Indeed, making quick work of enemies is a core tactic to staying alive, especially when you start encountering Biophages that suddenly sprout tentacles – your cue to shoot them off before they mutate into an even deadlier form.
The challenge ramps up as the campaign unfolds, even after you acquire a suit that increases Jacob’s health, but the auto-save function has a tendency to be stingy with checkpointing your progress. There were moments in “safe” areas where we’d be upgrading our gear via a 3D printing machine, only to die in an unexpected combat encounter, and discover the previous bit hadn’t saved.
Also, as immersive as the non-diegetic UI is, discerning how much battery is left in the GRP is also tricky. It’s annoying to pick up an enemy but run out of charge as you’re about to fling it into some spikes. Jacob’s supposed to automatically use spare batteries during combat, but that isn’t always the case, forcing a trip into the inventory – which doesn’t pause the game.
Small but necessary actions, like reloading your weapon or using a healing injector, all have very lengthy animations. That’s far from ideal when enemies move fast and won’t hesitate to to flatten you, tear you to pieces, gouge out your eyes, or… you get the idea. Even trying to switch weapons during a tense combat sequence is fiddly. This all ratchets up the tension, but can also frustrate in prolonged combat encounters. We’d not blame anyone for turning the difficulty down once a particular enemy type (one that’s both very spongy and can one-shot kill you) starts showing up.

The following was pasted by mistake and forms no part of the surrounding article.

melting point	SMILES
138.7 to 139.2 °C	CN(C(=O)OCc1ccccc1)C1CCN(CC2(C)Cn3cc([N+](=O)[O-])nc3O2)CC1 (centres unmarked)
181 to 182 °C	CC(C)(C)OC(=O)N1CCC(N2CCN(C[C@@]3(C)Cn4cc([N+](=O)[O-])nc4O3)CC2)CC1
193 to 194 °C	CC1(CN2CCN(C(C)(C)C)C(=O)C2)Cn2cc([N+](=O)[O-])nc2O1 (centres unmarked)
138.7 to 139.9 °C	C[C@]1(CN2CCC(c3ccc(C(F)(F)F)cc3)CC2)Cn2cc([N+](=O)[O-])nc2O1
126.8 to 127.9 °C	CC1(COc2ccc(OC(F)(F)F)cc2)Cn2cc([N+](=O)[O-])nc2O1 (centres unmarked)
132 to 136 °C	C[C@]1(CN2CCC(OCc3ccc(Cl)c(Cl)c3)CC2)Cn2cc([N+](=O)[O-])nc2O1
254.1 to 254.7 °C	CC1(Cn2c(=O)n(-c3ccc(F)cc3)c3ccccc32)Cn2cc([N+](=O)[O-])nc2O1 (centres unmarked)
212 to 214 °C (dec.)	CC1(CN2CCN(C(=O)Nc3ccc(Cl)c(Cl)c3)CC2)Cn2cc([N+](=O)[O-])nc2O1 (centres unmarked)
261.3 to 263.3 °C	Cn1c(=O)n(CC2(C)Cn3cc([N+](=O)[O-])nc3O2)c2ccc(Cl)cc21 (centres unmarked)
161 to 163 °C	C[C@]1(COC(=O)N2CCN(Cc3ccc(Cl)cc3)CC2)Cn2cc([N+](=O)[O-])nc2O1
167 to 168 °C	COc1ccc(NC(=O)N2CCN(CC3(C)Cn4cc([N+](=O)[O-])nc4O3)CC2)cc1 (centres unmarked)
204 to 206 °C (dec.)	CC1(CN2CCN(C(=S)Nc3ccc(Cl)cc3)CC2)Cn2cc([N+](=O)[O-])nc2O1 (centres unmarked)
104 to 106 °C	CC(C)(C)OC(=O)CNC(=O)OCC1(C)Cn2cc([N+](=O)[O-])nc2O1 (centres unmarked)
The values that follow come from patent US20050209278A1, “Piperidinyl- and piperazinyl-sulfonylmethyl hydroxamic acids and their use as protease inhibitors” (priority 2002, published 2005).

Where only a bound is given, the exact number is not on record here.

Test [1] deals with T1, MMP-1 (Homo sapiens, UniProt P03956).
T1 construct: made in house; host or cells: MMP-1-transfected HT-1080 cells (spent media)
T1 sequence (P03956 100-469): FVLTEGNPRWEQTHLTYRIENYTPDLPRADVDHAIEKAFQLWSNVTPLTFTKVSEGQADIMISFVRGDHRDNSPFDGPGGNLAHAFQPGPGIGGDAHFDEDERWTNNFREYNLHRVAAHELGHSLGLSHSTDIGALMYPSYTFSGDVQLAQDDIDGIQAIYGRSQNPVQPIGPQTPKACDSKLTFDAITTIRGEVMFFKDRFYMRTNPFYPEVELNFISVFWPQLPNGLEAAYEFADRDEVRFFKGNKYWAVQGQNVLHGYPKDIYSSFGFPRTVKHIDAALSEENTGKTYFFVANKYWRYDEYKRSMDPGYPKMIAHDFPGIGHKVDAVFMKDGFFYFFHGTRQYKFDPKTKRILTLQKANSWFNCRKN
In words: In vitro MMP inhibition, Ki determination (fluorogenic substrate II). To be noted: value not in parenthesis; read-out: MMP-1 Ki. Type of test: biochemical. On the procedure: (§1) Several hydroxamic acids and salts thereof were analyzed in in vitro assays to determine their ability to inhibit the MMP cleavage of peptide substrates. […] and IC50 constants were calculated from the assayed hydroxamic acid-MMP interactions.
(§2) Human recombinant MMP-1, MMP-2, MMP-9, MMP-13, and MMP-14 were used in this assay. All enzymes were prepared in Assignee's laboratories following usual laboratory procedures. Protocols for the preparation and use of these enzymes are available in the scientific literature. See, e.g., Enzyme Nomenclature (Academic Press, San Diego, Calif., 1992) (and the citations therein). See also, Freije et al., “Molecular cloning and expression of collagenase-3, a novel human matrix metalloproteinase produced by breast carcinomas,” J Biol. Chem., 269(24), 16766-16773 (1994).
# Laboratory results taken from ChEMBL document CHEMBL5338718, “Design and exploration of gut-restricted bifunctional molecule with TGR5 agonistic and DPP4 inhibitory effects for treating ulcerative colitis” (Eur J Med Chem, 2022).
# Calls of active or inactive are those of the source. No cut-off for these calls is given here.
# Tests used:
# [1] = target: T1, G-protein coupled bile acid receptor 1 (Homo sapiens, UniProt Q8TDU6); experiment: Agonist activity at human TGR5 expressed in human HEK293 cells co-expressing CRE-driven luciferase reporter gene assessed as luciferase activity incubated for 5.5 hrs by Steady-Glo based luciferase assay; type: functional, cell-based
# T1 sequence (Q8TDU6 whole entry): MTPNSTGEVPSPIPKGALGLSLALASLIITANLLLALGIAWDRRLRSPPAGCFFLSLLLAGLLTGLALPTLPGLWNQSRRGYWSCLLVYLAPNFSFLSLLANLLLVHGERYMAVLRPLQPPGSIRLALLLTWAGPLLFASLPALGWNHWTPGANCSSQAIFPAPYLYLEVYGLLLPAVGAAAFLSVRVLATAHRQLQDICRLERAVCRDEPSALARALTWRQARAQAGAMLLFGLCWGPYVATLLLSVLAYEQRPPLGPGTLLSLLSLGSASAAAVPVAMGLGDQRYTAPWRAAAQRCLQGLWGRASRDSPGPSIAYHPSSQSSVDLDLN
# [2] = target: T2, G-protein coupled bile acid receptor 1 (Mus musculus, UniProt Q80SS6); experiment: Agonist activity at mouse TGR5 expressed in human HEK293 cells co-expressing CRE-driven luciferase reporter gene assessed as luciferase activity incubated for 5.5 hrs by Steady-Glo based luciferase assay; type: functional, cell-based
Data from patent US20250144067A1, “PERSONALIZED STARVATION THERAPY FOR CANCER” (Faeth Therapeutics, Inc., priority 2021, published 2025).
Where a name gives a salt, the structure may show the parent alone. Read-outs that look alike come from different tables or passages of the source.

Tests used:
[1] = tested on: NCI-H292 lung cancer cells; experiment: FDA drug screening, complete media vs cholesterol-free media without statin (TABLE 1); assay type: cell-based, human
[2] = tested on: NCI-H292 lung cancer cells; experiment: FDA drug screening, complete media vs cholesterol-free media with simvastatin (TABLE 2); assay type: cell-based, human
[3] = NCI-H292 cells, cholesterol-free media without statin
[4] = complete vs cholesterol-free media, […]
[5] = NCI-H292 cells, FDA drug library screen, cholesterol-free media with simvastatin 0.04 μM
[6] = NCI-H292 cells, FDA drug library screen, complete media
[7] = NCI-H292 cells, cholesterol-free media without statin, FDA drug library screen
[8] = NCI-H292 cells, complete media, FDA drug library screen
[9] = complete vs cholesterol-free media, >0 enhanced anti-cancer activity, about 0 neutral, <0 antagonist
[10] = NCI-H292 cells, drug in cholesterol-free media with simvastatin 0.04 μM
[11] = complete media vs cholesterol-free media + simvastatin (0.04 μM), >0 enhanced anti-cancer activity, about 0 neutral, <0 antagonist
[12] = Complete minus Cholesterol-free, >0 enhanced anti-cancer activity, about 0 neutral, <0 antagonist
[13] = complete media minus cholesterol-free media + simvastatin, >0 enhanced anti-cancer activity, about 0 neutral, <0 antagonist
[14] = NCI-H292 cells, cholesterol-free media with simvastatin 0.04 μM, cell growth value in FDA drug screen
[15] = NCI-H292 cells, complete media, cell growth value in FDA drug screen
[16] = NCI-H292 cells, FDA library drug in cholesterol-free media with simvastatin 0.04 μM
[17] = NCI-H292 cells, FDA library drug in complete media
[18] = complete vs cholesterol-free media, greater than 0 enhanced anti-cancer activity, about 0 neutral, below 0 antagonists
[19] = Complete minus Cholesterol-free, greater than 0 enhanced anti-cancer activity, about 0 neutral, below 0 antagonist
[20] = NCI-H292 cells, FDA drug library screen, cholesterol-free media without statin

Upgrading your equipment evens the odds a little, though in-game credits are finite and new gear gets exponentially more expensive. It seemed impossible to max everything out in a single playthrough – yet there’s no new game plus option to carry your progress over. Perhaps that’ll be something you’ll need to pay for through the game’s upcoming season pass, which is also set to include more grisly death animations for poor Jacob.
The Callisto Protocol verdict
The Callisto Protocol is a refreshing return to the action-oriented survival horror almost perfected by Dead Space almost 15 years ago. The greater focus on very graphic and gruesome body horror, by way of Biophage mutations and all the ways you can meet your demise certainly brings the formula bang up to date.
The story is a human one, about taking responsibility for your actions, and is anchored by Josh Duhamel’s performance as Jacob. Lore is also plentiful, which opens up the potential for more stories in this universe. There’s already a podcast series called The Callisto Protocol: Helix Station, voiced by Gwendoline Christie and Michael Ironside, which serves as a prequel.
But while there’s a strong sense of place in this oppressive world, some annoyances do get in the way of the gameplay. There’s also not quite enough in the combat to make it stand out from its peers. Don’t get us wrong, the GRP is a fun tool, but any gravity-based weapon is forever doomed once compared with Half Life 2’s gravity gun. Nonetheless, this is still a decent, taut campaign that’ll have you screaming into the holidays.
Not quite a Dead Space killer but still a welcome return to old-school action survival horror
Creepy enemies and environmental design
Grip gun is fun to use
Occasionally stingy checkpointing
Using items and reloading too slow in the thick of action
No new game plus